• It may not be a nefarious as you think. Notice how the scammers knew to reference the SEC. Certain transactions performed by publicly traded companies have to be kept confidential to prevent insider trading. Having said that, there are other aspects of the email that should have raised Mr. Wurm’s suspicions.

      • But they are also subject to internal accounting controls. There is a technical legal term for allowing transactions like this to be handled start to finish by a single person on behalf of a firm subject to SEC regulations. That technical legal term is fraud. All publicly traded firms are subject to Sarbanes-Oxley.

  5. GPG signatures would solve this problem.

    • GPG, and other certificates, would confirm the contents had not been altered from application of the certificate. If it was cell-phone based the phone could be cloned. There are other ways to compromise these systems.

      Impossible just means it hasn’t been done yet.

      Jonathan @NC3mobi

      • Information integrity is only one of several use cases which public key cryptography secures. If the emails were digitally signed, it would have provided non-repudiation in addition to authenticity/integrity (the degree of which would vary depending on how the private keys are secured). If the emails were encrypted, it would have provided confidentiality.

    • Either that’s a fabulous troll (which has totally hooked me!) or it’s ridiculous.

      GPG signatures are an absurd suggestion. (A) CEOs don’t know how to create them or check them. (B) ditto for the rest of the email-using public. Heck, even Zimmermann who invented PGP is on record saying it’s a pain in the butt and he doesn’t use it.

      If I got a GPG signed email from a CEO I’d know it was fake.

  6. The issue is not 2FA for email. The issue is that the companies involved did not utilize two person integrity for wire transfer approval.

    Wires out of the country and over a set limit as defined by each company should ALWAYS require approval by two authorized individuals.

  7. The issue is not 2FA for email. The issue is that these companies do not utilize two person integrity (i.e., approved by two authorized users) on wire transfers.

    • Two-person approval is a time-honored, essential policy, but it’s not a panacea. In this case, it simply would have required one more email from the “CEO” to the co-signer. Given the detailed inside information the attackers clearly already had of the company, knowing this was a requirement and being able to generate the necessary email wouldn’t have been particularly hard. (Also, given that one of the approvers was the accounting director, the second approver would have almost certainly ranked lower in the company hierarchy and be much less likely to question an apparently-legitimate request from the director and the CEO.)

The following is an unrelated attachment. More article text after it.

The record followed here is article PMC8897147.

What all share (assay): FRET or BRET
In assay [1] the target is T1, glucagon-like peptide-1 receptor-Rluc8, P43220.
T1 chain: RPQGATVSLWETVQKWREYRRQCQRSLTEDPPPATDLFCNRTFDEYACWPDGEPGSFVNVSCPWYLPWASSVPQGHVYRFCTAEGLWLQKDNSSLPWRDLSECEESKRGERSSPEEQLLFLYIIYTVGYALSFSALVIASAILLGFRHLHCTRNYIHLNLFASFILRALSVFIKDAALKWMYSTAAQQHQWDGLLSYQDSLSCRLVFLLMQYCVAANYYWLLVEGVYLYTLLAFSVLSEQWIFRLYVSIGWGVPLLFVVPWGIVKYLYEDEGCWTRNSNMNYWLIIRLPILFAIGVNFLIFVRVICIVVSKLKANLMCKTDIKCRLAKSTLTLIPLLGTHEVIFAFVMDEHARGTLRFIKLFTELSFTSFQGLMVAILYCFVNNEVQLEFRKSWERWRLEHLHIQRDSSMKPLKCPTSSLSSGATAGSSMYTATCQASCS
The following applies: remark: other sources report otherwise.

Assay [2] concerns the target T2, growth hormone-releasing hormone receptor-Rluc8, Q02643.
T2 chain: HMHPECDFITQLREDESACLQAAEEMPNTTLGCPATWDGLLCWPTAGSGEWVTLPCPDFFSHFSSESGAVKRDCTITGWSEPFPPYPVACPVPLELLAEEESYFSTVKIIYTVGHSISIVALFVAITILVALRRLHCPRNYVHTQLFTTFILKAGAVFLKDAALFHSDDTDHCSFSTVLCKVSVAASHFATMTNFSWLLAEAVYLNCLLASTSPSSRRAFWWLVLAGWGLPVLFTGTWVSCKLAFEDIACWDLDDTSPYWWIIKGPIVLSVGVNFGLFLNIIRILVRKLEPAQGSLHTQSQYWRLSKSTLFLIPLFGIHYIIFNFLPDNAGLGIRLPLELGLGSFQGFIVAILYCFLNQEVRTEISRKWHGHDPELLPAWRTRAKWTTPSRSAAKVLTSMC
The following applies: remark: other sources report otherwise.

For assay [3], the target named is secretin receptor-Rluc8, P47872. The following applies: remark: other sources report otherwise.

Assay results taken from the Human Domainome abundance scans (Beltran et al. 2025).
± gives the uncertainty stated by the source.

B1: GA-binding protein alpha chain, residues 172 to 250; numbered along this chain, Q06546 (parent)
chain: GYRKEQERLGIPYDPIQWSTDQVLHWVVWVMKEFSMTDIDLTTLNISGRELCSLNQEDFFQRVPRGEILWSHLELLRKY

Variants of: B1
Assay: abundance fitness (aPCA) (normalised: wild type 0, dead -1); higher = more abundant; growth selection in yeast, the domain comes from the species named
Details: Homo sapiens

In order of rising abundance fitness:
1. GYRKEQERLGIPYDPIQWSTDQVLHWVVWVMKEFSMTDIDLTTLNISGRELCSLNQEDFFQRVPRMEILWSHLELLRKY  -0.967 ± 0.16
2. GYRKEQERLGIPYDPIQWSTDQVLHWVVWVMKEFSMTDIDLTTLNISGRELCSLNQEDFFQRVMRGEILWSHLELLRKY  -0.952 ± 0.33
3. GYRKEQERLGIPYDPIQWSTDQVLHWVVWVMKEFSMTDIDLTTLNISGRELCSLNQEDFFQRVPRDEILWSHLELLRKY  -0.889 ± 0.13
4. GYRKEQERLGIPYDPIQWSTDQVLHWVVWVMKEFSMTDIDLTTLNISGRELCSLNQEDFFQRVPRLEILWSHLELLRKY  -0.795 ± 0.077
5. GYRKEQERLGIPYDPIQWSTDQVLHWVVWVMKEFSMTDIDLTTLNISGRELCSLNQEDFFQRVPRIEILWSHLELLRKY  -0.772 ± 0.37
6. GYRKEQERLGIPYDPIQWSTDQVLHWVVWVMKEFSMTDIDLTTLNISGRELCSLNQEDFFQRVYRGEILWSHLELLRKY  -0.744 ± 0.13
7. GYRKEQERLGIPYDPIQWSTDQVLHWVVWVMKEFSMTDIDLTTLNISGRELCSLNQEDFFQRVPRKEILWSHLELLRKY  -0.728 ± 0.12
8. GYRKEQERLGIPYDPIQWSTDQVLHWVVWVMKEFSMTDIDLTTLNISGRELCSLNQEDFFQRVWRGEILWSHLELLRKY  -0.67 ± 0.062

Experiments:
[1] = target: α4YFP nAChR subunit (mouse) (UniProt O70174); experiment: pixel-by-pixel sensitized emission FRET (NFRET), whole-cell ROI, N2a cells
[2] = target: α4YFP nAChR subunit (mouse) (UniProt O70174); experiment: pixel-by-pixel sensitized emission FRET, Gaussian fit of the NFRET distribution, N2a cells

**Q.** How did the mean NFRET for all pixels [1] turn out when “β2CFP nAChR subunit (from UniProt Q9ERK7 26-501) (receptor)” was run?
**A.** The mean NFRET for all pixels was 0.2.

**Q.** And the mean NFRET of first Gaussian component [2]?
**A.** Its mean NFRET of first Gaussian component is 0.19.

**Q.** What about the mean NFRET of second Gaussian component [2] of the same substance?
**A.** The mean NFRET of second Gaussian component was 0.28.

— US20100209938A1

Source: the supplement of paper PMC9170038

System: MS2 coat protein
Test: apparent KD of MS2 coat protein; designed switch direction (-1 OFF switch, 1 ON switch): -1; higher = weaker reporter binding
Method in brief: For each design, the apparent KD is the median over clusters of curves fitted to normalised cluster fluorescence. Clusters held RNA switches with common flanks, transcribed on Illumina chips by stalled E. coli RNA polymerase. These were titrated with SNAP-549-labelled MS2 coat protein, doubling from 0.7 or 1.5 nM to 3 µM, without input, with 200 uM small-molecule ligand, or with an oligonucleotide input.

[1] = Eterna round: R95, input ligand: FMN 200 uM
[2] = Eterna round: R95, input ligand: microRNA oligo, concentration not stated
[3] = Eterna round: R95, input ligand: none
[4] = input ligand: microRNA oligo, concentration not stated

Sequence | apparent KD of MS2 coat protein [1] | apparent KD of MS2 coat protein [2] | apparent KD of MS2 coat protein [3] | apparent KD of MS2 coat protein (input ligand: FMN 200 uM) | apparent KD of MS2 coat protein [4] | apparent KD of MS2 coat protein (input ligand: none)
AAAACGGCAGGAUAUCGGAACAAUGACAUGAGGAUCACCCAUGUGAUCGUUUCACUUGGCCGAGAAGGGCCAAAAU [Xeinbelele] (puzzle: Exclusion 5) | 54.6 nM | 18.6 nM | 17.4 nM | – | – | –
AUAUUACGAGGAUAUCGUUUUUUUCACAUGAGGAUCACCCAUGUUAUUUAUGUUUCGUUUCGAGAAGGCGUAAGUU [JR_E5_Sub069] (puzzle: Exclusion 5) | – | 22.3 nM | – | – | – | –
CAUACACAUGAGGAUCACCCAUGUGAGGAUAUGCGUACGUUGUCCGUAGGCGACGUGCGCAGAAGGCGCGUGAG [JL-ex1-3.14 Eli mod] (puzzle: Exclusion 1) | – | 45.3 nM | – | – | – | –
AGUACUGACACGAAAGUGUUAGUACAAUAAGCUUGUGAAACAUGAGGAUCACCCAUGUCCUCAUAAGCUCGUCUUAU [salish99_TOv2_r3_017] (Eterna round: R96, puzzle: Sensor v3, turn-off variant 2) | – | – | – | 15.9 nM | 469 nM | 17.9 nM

Every anti-fraud procedure also slows down some legitimate transactions. It’s a matter of trading off the risks of loss from fraud against the risk of loss of ability to actually do business. The difficulty is that many modern technologies are aimed to speeding everything up – making judging the risks that much more difficult. At one time, the CEO would have had to come and talk to the director in person, and someone would have had to draft and sign a paper check. Fraud of this particular form would have been impractical. But all the steps can now be accomplished quickly and easily, and the implicit and explicit authentication steps have vanished. Email *feels* authenticated – but it really isn’t. So far, a phone conversation *with someone you know well* is reasonably authenticated, but that’s fading – real-time speech synthesis that’s indistinguishable from any desired voice is possible in the lab today, and will be widely available soon.

      We have digital signature technologies, but not in a form that can be readily used in everyday life. And they aren’t a panacea either: The assumption in a scenario like this is that what’s authenticated to the director is *the CEO*, not the CEO’s PC or wherever he has his digital key. So if the message says “This is form my personal phone”, and it looks legitimate enough – it’ll be accepted, regardless of digital signatures on most messages, because it’s so damned convenient to be able to move quickly when all you have is your phone.

      We need new ideas here.
      — Jerry

  8. Just to clarify, this is a Crime policy at issue – not a Cyber policy.

    • I’m glad someone finally said this, as it was my first thought. Better technological solution here is necessary, but the primary fix in all organisations should be policy. Not just for local transfers, but for local transfers of large sums too.
      Good policy should dictate that money transfers shouldn’t occur simply through one email from one person.
      As an insurer, I would think that covering events such as these would require a thoroughly documented policy and payout would only occur where it has been followed to the letter (which in most cases should mean the scam would be unsuccessful).

  9. This is a crime policy. the headline would more accurately read: “Firm sues crime insurer”

  10. Seems odd that Mr. Wurm was not aware that email communication is easily retrievable if the SEC went after the company. Sometimes people need to think about these situations carefully before wiring out that kind of money.

    Ameriforge Group also needs to train employees better.